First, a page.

Thoughts on the sales process
In the early eighties when commercial computer sales really took off, it was rare to find a salesperson who had any (sufficient) level of expertise regarding the application of the equipment he was selling. It was probably even more rare to find a Customer who actually knew what they were buying. In retrospect, it seems comical to look back at some (real) cases where computer systems worth millions were sold, computer operations facilities were built with raised floors and air conditioning, only to discover that the equipment needed software to actually work. This little detail having been missed by the client and maybe omitted (for whatever reason) by the vendor.
It’s hard to imagine a scenario like this in today’s tech-savvy world. In fact, most of the value of computer and telecommunications systems has shifted to the software provided by a developer community within the given technology domains.
Having worked in sales ever since those early days, one can see a significant evolution in the expertise of professional sales people. Today, you need to be an expert not just in the technology you promote, but also in the business of your Customers because if you are lacking in either, you won’t be able to elaborate and argue the business benefits your particular solution will provide, should you win the order.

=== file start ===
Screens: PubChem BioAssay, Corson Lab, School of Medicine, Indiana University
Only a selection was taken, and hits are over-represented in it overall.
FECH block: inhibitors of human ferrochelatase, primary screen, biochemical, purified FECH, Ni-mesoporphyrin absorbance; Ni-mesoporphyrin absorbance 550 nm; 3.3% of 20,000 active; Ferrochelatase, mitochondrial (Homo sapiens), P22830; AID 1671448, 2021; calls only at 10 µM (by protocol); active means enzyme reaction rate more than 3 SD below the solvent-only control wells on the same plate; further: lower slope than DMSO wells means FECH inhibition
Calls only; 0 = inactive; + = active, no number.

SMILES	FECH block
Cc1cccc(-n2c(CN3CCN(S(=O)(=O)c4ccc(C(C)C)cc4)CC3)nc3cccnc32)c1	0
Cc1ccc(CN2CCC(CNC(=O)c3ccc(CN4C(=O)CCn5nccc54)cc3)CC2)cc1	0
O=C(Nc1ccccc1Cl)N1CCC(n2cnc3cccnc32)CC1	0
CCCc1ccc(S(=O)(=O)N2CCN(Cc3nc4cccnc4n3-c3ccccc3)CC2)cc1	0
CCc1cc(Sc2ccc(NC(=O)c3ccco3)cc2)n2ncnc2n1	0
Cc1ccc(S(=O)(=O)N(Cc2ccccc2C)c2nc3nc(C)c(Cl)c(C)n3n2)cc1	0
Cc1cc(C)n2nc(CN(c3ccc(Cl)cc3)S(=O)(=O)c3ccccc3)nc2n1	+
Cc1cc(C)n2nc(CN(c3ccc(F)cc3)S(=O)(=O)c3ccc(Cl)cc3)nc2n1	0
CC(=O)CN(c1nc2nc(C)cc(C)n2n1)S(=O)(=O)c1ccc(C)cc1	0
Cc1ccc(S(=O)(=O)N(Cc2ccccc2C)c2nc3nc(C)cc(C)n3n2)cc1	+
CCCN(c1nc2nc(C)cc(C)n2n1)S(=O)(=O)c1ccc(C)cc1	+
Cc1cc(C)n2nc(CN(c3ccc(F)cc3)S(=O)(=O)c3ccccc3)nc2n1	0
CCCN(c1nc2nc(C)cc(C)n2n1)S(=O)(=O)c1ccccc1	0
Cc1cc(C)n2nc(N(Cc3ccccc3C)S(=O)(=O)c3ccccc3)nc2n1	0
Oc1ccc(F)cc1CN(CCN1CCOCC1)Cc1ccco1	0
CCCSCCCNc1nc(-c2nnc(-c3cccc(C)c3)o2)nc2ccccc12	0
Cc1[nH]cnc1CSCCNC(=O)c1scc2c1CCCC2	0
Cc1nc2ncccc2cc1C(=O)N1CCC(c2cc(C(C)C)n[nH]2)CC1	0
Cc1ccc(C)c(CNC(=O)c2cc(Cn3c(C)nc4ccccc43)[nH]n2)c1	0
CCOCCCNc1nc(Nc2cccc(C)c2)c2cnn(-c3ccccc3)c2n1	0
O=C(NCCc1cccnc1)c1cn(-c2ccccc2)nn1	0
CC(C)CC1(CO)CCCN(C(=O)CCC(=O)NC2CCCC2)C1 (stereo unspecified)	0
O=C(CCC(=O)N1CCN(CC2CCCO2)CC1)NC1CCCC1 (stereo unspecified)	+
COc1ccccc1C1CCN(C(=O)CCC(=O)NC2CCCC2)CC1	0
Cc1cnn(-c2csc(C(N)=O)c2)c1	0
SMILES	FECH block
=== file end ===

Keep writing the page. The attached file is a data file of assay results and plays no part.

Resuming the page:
Another more recent change is in the way sales has migrated away from the very personal, relationship driven way of interacting with Clients it used to be for centuries. Increasing demands for transparency and unbiased dealings has changed the sales process toward a more impersonal, process driven, communication-by-email type environment with even occasional legal requirements for SOX-compliancy (Sarbanes-Oxley) and audit trails. All this, to avoid corruption and/or otherwise unfair ways to win deals. Fair enough.
Having said all that, sales is still based largely on interaction between people. Companies don’t do business with each other, people do. This, for some reason, seems to be forgotten at times and if so, can significantly add to the time and expense of getting products into a market. Having a superior product is great but that alone won’t make you a success.
Having had the privilege to live and work in culturally very different parts of the world, I have seen over and over how in the end, the organizations with the best relationships seem to always come out on top. Different cultures add various dimensions to the interaction between suppliers and Customers, but essentially doing business successfully still follows the same base lines.
What we will try to bring to Deltateam Customers is a fast(er) track to success, based on significant personal, hands-on experience in doing business successfully in all the regions of the globe. Literally
We hope to give our clients the advantage of not having to learn the do’s and dont’s the expensive way when trying to launch a sales campaign in an unfamiliar market. We also believe we can offer a more flexible way to manage sales projects than the perhaps obvious one of hiring some one permanently.
We will update this blog as we go along, and share our experiences.
Wishing everyone successful sales!